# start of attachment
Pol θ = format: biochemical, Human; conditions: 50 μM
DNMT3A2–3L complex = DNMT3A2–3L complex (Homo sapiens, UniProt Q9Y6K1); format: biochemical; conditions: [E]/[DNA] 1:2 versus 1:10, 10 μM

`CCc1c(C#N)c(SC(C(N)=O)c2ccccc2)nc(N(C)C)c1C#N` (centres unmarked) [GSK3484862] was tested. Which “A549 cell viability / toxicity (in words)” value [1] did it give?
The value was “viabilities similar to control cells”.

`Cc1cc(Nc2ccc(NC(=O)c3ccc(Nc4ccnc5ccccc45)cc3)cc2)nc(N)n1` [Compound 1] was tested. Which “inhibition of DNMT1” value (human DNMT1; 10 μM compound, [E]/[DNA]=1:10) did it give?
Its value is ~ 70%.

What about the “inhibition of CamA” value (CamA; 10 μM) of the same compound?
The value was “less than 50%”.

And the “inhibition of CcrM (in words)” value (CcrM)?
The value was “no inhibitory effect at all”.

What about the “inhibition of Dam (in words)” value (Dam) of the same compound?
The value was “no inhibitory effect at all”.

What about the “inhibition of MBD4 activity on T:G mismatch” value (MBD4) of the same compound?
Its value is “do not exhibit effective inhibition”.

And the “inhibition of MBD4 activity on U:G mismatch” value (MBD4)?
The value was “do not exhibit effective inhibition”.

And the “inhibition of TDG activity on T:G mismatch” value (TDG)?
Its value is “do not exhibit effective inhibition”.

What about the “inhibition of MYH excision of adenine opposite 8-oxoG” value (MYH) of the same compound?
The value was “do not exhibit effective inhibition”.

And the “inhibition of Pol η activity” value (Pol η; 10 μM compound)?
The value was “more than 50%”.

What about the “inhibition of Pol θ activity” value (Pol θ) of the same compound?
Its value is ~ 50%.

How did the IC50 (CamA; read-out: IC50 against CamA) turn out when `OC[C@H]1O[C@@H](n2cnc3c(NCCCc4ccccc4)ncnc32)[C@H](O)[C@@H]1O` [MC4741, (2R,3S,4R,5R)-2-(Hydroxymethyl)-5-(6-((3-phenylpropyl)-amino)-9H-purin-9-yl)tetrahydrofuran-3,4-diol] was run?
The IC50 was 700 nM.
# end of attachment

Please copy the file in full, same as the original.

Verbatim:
Pol θ = format: biochemical, Human; conditions: 50 μM
DNMT3A2–3L complex = DNMT3A2–3L complex (Homo sapiens, UniProt Q9Y6K1); format: biochemical; conditions: [E]/[DNA] 1:2 versus 1:10, 10 μM

`CCc1c(C#N)c(SC(C(N)=O)c2ccccc2)nc(N(C)C)c1C#N` (centres unmarked) [GSK3484862] was tested. Which “A549 cell viability / toxicity (in words)” value [1] did it give?
The value was “viabilities similar to control cells”.

`Cc1cc(Nc2ccc(NC(=O)c3ccc(Nc4ccnc5ccccc45)cc3)cc2)nc(N)n1` [Compound 1] was tested. Which “inhibition of DNMT1” value (human DNMT1; 10 μM compound, [E]/[DNA]=1:10) did it give?
Its value is ~ 70%.

What about the “inhibition of CamA” value (CamA; 10 μM) of the same compound?
The value was “less than 50%”.

And the “inhibition of CcrM (in words)” value (CcrM)?
The value was “no inhibitory effect at all”.

What about the “inhibition of Dam (in words)” value (Dam) of the same compound?
The value was “no inhibitory effect at all”.

What about the “inhibition of MBD4 activity on T:G mismatch” value (MBD4) of the same compound?
Its value is “do not exhibit effective inhibition”.

And the “inhibition of MBD4 activity on U:G mismatch” value (MBD4)?
The value was “do not exhibit effective inhibition”.

And the “inhibition of TDG activity on T:G mismatch” value (TDG)?
Its value is “do not exhibit effective inhibition”.

What about the “inhibition of MYH excision of adenine opposite 8-oxoG” value (MYH) of the same compound?
The value was “do not exhibit effective inhibition”.

And the “inhibition of Pol η activity” value (Pol η; 10 μM compound)?
The value was “more than 50%”.

What about the “inhibition of Pol θ activity” value (Pol θ) of the same compound?
Its value is ~ 50%.

How did the IC50 (CamA; read-out: IC50 against CamA) turn out when `OC[C@H]1O[C@@H](n2cnc3c(NCCCc4ccccc4)ncnc32)[C@H](O)[C@@H]1O` [MC4741, (2R,3S,4R,5R)-2-(Hydroxymethyl)-5-(6-((3-phenylpropyl)-amino)-9H-purin-9-yl)tetrahydrofuran-3,4-diol] was run?
The IC50 was 700 nM.